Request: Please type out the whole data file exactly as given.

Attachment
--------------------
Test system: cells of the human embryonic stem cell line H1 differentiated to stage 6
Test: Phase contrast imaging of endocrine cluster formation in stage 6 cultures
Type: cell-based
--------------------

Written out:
Test system: cells of the human embryonic stem cell line H1 differentiated to stage 6
Test: Phase contrast imaging of endocrine cluster formation in stage 6 cultures
Type: cell-based